. Reform. will lead and his Spirit strengthen us. Let us fight against our craving and irregular desires, our love of ease, our thirst for power, our too anxious pursuit of gain.
Let us put a stop to our needless expenses ; and our comforts will be more abundant. There are few in any class, except indeed amongst the very poorest and most deserving of our industrious peasantry, who may not make some little sacrifice of this kind. Is there nothing of vanity in the dress of the wives, and especially the daughters of our houses, alike unsuitable to their station, and evil in its consequences ? Is there nothing in the appetites, and, I fear I may add, in the gambling propensities of the fathers and sons, which may well admit of a reform?
Some will think these hard sayings, but they are true ; and they are truths which, if acted upon severally, in our houses, would produce inward comfort, and outward respectability. The feeling of respect, indeed is lessened towards the man, in whatever class he be, who lives for selfish gratification, and a search after pleasure, which lasts but a moment, and is followed by vexation, disappointment, and regrets that come too late.-"Why will ye spend your money for that which is not bread, and your labour for that which satisfieth not?”_" Seek ye the Lord while he may be found, call ye upon him while he is near. Let the wicked forsake his way, and the unrighteous man his thoughts, and let him return unto the Lord, and he will have mercy upon him, and to our God, for he will abundantly pardon.”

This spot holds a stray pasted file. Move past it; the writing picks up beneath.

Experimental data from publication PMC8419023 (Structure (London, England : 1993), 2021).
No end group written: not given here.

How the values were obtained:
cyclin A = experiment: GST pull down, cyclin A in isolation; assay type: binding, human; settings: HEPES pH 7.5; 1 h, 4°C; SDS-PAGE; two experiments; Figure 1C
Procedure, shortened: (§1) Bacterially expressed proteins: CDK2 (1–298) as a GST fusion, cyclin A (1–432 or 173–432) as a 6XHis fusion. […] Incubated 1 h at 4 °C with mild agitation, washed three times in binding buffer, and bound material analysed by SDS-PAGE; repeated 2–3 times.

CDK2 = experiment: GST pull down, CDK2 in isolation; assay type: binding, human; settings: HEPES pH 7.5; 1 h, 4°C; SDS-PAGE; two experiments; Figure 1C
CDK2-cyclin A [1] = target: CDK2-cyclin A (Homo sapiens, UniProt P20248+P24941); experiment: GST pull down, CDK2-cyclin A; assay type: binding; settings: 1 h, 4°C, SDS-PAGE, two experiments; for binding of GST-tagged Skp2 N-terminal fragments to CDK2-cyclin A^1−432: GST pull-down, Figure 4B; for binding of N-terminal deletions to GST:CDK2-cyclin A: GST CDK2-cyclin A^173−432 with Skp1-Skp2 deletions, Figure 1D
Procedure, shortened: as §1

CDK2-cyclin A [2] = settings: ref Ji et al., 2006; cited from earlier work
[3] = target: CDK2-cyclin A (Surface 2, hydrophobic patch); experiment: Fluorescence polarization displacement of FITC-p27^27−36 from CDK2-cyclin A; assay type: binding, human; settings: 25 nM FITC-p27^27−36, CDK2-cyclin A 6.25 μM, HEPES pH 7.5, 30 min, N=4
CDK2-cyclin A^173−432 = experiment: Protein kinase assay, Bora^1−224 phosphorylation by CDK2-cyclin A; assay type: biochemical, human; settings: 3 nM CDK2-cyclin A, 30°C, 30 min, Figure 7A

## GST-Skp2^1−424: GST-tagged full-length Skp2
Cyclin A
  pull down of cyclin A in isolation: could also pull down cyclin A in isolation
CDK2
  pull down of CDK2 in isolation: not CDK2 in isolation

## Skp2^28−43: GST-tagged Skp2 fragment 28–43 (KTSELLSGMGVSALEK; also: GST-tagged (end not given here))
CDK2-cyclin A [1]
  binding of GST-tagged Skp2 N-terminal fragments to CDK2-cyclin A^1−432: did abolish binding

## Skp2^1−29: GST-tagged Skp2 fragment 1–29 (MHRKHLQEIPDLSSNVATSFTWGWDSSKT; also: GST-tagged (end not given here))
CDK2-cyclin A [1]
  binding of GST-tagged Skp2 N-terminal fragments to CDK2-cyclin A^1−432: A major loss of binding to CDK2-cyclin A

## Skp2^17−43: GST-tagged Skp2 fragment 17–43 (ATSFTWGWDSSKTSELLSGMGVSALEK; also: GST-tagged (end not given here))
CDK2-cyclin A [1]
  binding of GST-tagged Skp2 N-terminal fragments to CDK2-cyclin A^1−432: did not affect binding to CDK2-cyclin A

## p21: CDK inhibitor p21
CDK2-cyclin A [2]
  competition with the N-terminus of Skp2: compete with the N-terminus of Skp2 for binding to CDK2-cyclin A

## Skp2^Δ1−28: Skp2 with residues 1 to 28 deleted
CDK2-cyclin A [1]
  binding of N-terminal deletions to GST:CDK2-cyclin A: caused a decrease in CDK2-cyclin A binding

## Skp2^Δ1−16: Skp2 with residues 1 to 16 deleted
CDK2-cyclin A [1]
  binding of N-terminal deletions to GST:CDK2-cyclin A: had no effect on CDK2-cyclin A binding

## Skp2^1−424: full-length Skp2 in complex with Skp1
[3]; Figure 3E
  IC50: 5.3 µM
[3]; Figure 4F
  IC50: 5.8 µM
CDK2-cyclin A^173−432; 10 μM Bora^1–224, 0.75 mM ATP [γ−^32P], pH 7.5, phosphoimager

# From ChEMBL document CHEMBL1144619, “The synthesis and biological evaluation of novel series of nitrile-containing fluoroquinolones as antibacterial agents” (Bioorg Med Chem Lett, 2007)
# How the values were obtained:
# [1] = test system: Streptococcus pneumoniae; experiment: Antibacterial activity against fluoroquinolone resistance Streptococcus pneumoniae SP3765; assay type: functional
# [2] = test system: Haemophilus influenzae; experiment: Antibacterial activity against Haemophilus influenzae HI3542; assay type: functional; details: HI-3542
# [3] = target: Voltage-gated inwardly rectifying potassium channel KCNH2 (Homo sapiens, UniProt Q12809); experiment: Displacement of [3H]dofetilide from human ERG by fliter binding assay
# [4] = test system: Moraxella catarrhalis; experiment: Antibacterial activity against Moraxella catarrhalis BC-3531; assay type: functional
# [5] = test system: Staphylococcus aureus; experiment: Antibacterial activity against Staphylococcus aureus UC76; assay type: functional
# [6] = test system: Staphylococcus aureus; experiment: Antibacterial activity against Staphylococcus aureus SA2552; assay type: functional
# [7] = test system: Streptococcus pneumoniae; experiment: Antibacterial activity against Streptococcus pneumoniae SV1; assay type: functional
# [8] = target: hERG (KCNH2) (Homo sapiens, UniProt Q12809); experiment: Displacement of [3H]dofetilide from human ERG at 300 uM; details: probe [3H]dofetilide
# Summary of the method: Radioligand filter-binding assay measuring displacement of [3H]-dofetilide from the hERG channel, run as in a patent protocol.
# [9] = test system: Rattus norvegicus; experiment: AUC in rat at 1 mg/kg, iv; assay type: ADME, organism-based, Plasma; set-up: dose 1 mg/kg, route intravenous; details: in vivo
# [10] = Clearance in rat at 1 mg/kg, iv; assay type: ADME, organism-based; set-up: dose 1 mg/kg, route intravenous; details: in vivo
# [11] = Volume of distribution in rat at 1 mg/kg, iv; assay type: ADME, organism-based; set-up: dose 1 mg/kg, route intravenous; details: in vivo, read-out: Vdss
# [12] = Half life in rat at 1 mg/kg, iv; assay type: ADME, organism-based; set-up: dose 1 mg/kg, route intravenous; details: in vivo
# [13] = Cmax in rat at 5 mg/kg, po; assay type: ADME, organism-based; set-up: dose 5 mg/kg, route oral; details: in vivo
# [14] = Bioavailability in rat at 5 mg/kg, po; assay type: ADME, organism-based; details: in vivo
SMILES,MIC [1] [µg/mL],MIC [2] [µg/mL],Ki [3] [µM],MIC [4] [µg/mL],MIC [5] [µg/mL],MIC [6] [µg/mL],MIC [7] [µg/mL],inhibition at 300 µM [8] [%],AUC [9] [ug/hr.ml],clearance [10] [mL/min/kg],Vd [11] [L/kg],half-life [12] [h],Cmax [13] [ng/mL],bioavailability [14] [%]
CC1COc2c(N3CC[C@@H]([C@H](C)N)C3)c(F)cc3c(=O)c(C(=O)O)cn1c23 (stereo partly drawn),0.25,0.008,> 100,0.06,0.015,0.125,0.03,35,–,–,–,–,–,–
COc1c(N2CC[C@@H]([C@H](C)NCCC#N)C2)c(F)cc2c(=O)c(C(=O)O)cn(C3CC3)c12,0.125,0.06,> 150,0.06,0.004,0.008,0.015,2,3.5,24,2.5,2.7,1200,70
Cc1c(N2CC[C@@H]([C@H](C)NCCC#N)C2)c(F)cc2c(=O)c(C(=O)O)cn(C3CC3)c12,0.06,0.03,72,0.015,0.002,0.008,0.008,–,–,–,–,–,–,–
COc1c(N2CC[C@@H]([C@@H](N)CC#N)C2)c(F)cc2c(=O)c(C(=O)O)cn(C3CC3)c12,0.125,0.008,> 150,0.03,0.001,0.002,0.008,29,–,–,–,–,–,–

Yes, let him return, and that speedily, in every ordinance and every service in which his Lord has been neglected. Then should we no longer have the house of God deserted, the sabbaths profaned, their holy rest. disturbed by unholy traffic, and forbidden journeyings; or polluted by vicious excess, and ill-timed dissipation. Then would our week-days be days of industrious and cheerful labour, each man filling well the station which Providence had assigned him.